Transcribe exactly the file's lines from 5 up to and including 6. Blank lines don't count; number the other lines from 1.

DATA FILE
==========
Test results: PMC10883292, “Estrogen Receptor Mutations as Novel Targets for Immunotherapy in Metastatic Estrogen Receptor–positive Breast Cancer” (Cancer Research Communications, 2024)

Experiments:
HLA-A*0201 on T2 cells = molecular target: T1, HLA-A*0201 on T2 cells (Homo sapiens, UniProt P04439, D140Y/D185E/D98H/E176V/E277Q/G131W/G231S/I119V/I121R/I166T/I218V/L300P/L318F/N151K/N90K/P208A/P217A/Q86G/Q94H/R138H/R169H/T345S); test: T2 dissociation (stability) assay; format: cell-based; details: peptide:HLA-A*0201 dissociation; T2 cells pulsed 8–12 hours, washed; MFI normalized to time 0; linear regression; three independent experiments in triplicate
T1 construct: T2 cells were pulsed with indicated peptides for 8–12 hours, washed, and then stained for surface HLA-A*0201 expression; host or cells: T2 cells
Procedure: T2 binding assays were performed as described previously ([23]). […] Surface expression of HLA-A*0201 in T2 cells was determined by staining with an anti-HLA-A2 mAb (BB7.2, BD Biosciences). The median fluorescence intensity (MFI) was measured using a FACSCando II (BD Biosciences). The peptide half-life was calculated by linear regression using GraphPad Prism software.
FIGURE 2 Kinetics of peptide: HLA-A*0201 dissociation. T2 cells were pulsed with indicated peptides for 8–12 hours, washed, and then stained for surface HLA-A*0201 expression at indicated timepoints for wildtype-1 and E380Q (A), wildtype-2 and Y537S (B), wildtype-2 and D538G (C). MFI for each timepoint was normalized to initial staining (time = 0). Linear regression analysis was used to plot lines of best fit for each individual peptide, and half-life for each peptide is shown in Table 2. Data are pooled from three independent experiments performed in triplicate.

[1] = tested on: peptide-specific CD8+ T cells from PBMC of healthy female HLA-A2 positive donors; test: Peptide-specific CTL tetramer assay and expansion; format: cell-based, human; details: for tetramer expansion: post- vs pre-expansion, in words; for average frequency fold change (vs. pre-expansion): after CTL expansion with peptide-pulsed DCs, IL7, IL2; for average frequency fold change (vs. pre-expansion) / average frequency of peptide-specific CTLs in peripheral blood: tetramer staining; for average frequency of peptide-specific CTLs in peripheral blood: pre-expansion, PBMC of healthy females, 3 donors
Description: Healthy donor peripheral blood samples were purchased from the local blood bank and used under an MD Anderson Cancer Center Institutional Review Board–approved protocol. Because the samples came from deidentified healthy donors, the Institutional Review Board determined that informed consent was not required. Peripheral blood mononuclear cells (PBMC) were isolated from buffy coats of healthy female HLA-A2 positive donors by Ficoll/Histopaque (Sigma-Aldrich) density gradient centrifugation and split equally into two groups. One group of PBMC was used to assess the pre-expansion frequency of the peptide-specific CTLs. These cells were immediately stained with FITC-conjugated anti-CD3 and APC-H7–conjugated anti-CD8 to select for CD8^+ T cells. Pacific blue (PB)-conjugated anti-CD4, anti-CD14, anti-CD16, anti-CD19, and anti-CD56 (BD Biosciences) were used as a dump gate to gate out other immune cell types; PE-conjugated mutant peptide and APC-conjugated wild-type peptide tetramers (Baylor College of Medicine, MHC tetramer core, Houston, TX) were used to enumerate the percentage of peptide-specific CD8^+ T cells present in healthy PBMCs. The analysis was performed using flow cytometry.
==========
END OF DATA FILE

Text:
Procedure: T2 binding assays were performed as described previously ([23]). […] Surface expression of HLA-A*0201 in T2 cells was determined by staining with an anti-HLA-A2 mAb (BB7.2, BD Biosciences). The median fluorescence intensity (MFI) was measured using a FACSCando II (BD Biosciences). The peptide half-life was calculated by linear regression using GraphPad Prism software.
FIGURE 2 Kinetics of peptide: HLA-A*0201 dissociation. T2 cells were pulsed with indicated peptides for 8–12 hours, washed, and then stained for surface HLA-A*0201 expression at indicated timepoints for wildtype-1 and E380Q (A), wildtype-2 and Y537S (B), wildtype-2 and D538G (C). MFI for each timepoint was normalized to initial staining (time = 0). Linear regression analysis was used to plot lines of best fit for each individual peptide, and half-life for each peptide is shown in Table 2. Data are pooled from three independent experiments performed in triplicate.